Forum: Rule 18 and Room at the Mark

Variant on Case 114 Q1

P
Nicholas Kotsatos
Nationality: United States
Certifications:
  • Judge In Training
Apologies if this has been asked before. Came from a very astute student in my Learn-To-Race rules class last week, in part because of how I teach the "overlapped between" rule. Clarification here will help me teach that better (among other things). Thanks for your feedback.
Group Overlaps Change.png 40.7 KB


Orange is overlapped inside Yellow when the latter reaches the zone. Green is clear astern. However, before Orange reaches the zone, Green surfs into an inside overlap on Orange. Assuming the boats arrive at the mark still overlapped (or at least close together), what are Yellow's obligations vis-a-vis the
mark-room
that she owes Orange and Orange owes Green? Note that this situation is slightly different from Case 114 Q1 as the boats arrive with a different overlap situation.
Created: 22-Aug-08 15:12

Comments

P
Angelo Guarino
Nationality: United States
Certifications:
  • Regional Judge
  • Fleet Measurer
1
Start at #1. 

Working in pairs, which boats are overlapped?  Which boats owe mark-room to which boats?

At #2, are there new overlaps and new mark-room obligations?  If so, what are they?

Then realize that mark-room includes room and room includes “…space [for the boat entitled to room] to comply with her obligations under the rules of Part 2 and rule 31, while manoeuvring promptly in a seamanlike way.” .. and that Rule 18 is in Part 2. 


Created: 22-Aug-08 15:31
Nigel Vick
Nationality: United Kingdom
Certifications:
  • International Judge
  • National Umpire
2
The key to this situation is to be found in the definition of Room, which is called up by the definition of Mark-Room. 

Orange is entitled to room to sail to the mark, while complying with her obligations to Green under the rules of Part 2.

So, since you say that Green is entitled to mark room on Orange, Yellow will have to give her the room to comply with that obligation.

Created: 22-Aug-08 15:33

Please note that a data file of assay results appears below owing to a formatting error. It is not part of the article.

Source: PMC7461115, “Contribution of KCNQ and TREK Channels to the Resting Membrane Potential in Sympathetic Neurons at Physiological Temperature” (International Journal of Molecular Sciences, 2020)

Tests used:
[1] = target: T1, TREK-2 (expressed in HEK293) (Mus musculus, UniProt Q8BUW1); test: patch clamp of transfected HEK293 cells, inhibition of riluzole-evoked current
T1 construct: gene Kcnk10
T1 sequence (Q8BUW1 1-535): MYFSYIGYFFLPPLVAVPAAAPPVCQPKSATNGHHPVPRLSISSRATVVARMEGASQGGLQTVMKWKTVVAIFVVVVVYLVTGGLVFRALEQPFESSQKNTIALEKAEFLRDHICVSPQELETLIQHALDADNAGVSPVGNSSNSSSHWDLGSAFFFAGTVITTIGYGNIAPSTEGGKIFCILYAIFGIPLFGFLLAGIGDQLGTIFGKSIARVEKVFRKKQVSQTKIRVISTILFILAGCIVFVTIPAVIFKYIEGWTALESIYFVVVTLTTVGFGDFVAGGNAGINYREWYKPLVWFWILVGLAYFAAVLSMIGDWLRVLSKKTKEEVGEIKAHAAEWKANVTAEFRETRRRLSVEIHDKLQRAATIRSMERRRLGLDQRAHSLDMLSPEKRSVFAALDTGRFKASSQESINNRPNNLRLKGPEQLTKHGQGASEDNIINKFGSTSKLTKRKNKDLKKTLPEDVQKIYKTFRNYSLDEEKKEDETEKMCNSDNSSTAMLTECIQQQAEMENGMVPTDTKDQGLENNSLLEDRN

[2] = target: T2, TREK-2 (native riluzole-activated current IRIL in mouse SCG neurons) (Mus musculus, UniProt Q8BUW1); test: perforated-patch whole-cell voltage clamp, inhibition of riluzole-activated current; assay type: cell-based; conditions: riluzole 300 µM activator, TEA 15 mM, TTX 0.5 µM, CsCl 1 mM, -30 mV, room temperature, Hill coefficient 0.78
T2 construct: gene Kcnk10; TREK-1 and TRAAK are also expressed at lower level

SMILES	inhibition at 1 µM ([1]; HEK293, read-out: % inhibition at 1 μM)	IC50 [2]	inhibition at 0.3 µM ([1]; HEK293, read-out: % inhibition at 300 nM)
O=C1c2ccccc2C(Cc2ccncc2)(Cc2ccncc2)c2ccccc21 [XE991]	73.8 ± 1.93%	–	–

Gijs Vlas
Nationality: Netherlands
1
Orange has the rights on Yellow for Mark room. Green obtains the rights on Orange, so the ladder goes as follows: Orange will have to give room for Green and therefore also has to call on Yellow for additional room to leave Green room. This is not about Green having no rights on Yellow - it is all about Green having rights on Orange, and Orange having rights on Yellow.  That is my humble opinion.
What I would have done being Orange is head-up lightly to clear overlap with green, and hence only maintaining the rights on yellow - It would make me the winner of this one :-)
Created: 22-Aug-08 16:03
P
Nicholas Kotsatos
Nationality: United States
Certifications:
  • Judge In Training
0
Following Angelo's logic, I note that at point 1 Green owes mark-room to Yellow, who owes mark-room to Orange. Then at point 2, Orange begins owing mark-room to Green. It becomes a bizarre cyclical mark-room situation. FIFO logic would have me invoke 18.2f in order to get Yellow and Green around the buoy, but on-water, that's not going to be very successful without a tremendous understanding and communication from the boats. I feel like Vizzini in Princess Bride.
Created: 22-Aug-08 16:04
P
John Allan
Nationality: Australia
Certifications:
  • National Judge
  • Regional Race Officer
1
Assuming that the mark is to be left to port.

Going by the diagram
@1
  • Y has reached the zone
  • O is CAHD of G
  • Y is CAHD of G
  • Y is overlapped outside O
  • G is required to give mark-room to Y 'thereafter' (rule 18.2(b))
  • Y is required to give mark-room to O 'thereafter' (rule 18.2(b))
  • There is no mark-room obligation between R and G.

@2